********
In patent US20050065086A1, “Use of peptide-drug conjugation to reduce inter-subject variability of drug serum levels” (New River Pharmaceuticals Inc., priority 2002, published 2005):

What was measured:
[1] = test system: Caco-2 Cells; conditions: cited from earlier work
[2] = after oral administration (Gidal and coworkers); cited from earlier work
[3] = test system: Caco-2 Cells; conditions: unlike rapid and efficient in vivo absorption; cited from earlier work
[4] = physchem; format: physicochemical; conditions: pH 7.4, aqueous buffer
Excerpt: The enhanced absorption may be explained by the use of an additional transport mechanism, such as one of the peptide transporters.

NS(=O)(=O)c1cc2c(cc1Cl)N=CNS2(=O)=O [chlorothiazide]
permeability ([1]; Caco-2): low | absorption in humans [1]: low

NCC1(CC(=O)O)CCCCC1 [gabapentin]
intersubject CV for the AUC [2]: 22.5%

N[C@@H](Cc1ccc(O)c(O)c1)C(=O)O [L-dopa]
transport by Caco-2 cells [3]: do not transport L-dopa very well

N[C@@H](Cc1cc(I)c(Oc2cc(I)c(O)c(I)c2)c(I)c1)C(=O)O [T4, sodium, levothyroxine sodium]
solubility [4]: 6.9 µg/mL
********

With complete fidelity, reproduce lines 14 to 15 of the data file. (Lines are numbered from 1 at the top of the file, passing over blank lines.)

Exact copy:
N[C@@H](Cc1cc(I)c(Oc2cc(I)c(O)c(I)c2)c(I)c1)C(=O)O [T4, sodium, levothyroxine sodium]
solubility [4]: 6.9 µg/mL